The dead come to life — so to speak — this weekend in the award-winning 21st annual “Tales of the Tombstones” historical cemetery walk, which takes place in Forest Home/German Waldheim Cemetery, 863 S. Desplaines Ave., on Oct. 21, starting at 1 p.m.
Costumed characters bring historical stories to life along the winding green paths of the cemetery.
The themed history walk is sponsored by the Historical Society of Oak Park-River Forest. It was started in 1991when Forest Park Historical Society’s then-president, Dr. Frank Orland, asked for help restoring the decaying obelisk monument of Ashbel Steele, an early River Forest pioneer.
“We try to give visitors the history but make it interesting and entertaining too,” said OP-RF historical society past president Laurel McMahon, who has been volunteering for the walk since 1997.
McMahon’s two daughters have been fans of the walk since they first visited at age 8 and 9. “I took them and the whole tour enthralled them,” McMahon recalled. “One of the charms of the tour is that kids can appreciate it.”
Now the girls portray characters every year in costumes that McMahon herself sews. “My girls have ‘died’ in the most gruesome ways for the Historical Society,” she quipped, “from serial killer victims, to the Iroquois Fire to disease victims.”
This year’s visitors will meet Joey Sternaman, the first quarterback of the Chicago Bears, circa 1926, said Frank Lipo, the OP-RF historical society’s executive director.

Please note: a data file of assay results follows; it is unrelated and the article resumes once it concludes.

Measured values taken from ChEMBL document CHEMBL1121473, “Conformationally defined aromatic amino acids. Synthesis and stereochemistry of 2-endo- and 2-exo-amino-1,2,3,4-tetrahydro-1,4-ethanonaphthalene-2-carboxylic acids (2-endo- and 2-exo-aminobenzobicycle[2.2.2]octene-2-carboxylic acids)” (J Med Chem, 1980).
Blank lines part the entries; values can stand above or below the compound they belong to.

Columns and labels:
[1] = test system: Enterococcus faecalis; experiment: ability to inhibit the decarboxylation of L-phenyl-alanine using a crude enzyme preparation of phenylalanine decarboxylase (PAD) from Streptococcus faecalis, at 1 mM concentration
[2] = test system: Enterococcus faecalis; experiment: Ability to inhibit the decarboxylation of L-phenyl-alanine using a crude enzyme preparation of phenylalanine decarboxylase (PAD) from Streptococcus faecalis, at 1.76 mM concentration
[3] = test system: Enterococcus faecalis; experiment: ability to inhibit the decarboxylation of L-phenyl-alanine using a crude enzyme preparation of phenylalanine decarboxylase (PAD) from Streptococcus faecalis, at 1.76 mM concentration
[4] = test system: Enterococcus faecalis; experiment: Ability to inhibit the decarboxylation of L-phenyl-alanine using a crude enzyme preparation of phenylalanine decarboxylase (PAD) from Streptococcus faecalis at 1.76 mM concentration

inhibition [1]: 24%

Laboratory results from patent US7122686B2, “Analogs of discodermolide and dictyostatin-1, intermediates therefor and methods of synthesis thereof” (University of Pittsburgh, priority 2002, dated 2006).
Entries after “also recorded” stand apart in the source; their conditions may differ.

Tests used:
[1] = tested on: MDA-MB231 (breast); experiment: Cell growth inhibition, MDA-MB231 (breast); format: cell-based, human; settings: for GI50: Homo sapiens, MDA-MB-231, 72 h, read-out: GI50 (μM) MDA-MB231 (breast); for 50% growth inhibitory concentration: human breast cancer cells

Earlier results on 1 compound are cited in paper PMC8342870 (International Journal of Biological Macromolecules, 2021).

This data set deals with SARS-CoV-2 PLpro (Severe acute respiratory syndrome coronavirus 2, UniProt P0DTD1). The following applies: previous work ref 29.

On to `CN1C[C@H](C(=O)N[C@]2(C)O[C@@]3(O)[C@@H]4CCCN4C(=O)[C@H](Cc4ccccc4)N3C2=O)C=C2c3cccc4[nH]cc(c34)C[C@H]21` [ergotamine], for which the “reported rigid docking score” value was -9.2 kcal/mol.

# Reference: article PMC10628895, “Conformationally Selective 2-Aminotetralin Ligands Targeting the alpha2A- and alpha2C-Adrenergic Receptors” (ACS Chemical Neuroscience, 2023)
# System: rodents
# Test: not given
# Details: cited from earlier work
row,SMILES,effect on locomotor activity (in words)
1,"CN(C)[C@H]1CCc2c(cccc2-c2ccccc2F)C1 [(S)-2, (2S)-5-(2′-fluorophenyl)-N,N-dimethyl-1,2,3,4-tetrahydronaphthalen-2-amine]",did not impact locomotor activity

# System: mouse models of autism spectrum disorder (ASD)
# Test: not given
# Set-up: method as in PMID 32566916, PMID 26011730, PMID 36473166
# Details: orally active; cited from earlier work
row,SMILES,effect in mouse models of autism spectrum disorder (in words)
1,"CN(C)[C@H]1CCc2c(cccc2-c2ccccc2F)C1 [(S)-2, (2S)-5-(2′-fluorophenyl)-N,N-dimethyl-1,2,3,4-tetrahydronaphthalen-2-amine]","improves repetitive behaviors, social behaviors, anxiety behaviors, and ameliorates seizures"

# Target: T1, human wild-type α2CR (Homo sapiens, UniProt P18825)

This year, visitors will hear the tragic stories of local Eastland Ship Disaster survivors from 1915. They will see the Tiffany-designed obelisk of E.C. Cummings, local 1920s real estate bigwig, who developed the Forest Park neighborhood he called “Spotless Town” between Harlem and Desplaines and Jackson and Hannah. Visitors will also meet some of the historic heroines of the American labor movement, who were buried by request near the Haymarket Monument, including labor agitator Emma Goldman and Elizabeth Gurley Flynn, founding member of the American Civil Liberties Union.
“There’s interest in labor issues this year because of the Chicago Teacher’s Union strike,” said Lipo.
To celebrate the Park District of Oak Park’s 100th anniversary, they will meet the far-sighted visionaries who saw the importance of green space and parks in a developing community in 1912, including the Oak Park men for whom Rehm and Lindberg parks are named.